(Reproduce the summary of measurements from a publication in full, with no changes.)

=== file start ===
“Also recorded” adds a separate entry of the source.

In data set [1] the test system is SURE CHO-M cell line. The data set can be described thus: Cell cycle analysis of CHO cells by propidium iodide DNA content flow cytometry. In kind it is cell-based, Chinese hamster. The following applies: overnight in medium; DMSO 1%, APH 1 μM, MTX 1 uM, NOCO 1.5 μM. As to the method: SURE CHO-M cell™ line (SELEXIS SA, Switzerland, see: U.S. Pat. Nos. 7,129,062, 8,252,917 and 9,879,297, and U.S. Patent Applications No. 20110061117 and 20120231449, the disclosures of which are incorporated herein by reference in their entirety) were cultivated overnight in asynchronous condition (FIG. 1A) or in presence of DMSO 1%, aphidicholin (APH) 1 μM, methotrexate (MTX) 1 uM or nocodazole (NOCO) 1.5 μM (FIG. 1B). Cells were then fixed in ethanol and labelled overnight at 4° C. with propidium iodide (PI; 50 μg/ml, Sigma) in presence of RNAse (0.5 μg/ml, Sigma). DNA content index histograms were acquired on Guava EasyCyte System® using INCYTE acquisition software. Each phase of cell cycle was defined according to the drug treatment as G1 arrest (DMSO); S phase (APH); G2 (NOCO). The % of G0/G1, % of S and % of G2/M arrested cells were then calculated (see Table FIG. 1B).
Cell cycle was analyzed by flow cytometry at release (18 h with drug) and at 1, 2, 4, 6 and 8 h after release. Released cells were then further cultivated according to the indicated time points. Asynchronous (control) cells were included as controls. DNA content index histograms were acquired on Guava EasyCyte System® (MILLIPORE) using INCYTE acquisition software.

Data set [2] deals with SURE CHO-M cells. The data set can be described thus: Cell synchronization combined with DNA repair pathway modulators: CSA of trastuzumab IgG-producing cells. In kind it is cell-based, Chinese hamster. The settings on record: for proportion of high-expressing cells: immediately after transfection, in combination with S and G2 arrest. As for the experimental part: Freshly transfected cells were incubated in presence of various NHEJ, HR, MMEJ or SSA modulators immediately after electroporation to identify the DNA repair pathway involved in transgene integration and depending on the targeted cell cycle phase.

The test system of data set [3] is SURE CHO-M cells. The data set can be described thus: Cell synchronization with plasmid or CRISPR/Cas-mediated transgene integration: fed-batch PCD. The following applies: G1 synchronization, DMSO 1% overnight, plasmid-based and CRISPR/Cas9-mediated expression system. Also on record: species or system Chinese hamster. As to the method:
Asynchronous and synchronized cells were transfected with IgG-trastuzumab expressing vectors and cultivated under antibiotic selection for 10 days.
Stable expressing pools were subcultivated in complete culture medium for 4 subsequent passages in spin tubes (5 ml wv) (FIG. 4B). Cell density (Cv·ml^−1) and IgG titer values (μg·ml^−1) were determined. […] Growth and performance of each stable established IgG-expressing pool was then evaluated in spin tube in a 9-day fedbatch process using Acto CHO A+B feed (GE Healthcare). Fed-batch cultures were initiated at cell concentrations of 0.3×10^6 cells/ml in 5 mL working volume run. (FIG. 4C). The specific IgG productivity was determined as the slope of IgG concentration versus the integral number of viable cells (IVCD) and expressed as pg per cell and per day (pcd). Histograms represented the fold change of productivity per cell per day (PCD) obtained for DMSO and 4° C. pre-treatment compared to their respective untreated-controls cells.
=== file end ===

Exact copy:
“Also recorded” adds a separate entry of the source.

In data set [1] the test system is SURE CHO-M cell line. The data set can be described thus: Cell cycle analysis of CHO cells by propidium iodide DNA content flow cytometry. In kind it is cell-based, Chinese hamster. The following applies: overnight in medium; DMSO 1%, APH 1 μM, MTX 1 uM, NOCO 1.5 μM. As to the method: SURE CHO-M cell™ line (SELEXIS SA, Switzerland, see: U.S. Pat. Nos. 7,129,062, 8,252,917 and 9,879,297, and U.S. Patent Applications No. 20110061117 and 20120231449, the disclosures of which are incorporated herein by reference in their entirety) were cultivated overnight in asynchronous condition (FIG. 1A) or in presence of DMSO 1%, aphidicholin (APH) 1 μM, methotrexate (MTX) 1 uM or nocodazole (NOCO) 1.5 μM (FIG. 1B). Cells were then fixed in ethanol and labelled overnight at 4° C. with propidium iodide (PI; 50 μg/ml, Sigma) in presence of RNAse (0.5 μg/ml, Sigma). DNA content index histograms were acquired on Guava EasyCyte System® using INCYTE acquisition software. Each phase of cell cycle was defined according to the drug treatment as G1 arrest (DMSO); S phase (APH); G2 (NOCO). The % of G0/G1, % of S and % of G2/M arrested cells were then calculated (see Table FIG. 1B).
Cell cycle was analyzed by flow cytometry at release (18 h with drug) and at 1, 2, 4, 6 and 8 h after release. Released cells were then further cultivated according to the indicated time points. Asynchronous (control) cells were included as controls. DNA content index histograms were acquired on Guava EasyCyte System® (MILLIPORE) using INCYTE acquisition software.

Data set [2] deals with SURE CHO-M cells. The data set can be described thus: Cell synchronization combined with DNA repair pathway modulators: CSA of trastuzumab IgG-producing cells. In kind it is cell-based, Chinese hamster. The settings on record: for proportion of high-expressing cells: immediately after transfection, in combination with S and G2 arrest. As for the experimental part: Freshly transfected cells were incubated in presence of various NHEJ, HR, MMEJ or SSA modulators immediately after electroporation to identify the DNA repair pathway involved in transgene integration and depending on the targeted cell cycle phase.

The test system of data set [3] is SURE CHO-M cells. The data set can be described thus: Cell synchronization with plasmid or CRISPR/Cas-mediated transgene integration: fed-batch PCD. The following applies: G1 synchronization, DMSO 1% overnight, plasmid-based and CRISPR/Cas9-mediated expression system. Also on record: species or system Chinese hamster. As to the method:
Asynchronous and synchronized cells were transfected with IgG-trastuzumab expressing vectors and cultivated under antibiotic selection for 10 days.
Stable expressing pools were subcultivated in complete culture medium for 4 subsequent passages in spin tubes (5 ml wv) (FIG. 4B). Cell density (Cv·ml^−1) and IgG titer values (μg·ml^−1) were determined. […] Growth and performance of each stable established IgG-expressing pool was then evaluated in spin tube in a 9-day fedbatch process using Acto CHO A+B feed (GE Healthcare). Fed-batch cultures were initiated at cell concentrations of 0.3×10^6 cells/ml in 5 mL working volume run. (FIG. 4C). The specific IgG productivity was determined as the slope of IgG concentration versus the integral number of viable cells (IVCD) and expressed as pg per cell and per day (pcd). Histograms represented the fold change of productivity per cell per day (PCD) obtained for DMSO and 4° C. pre-treatment compared to their respective untreated-controls cells.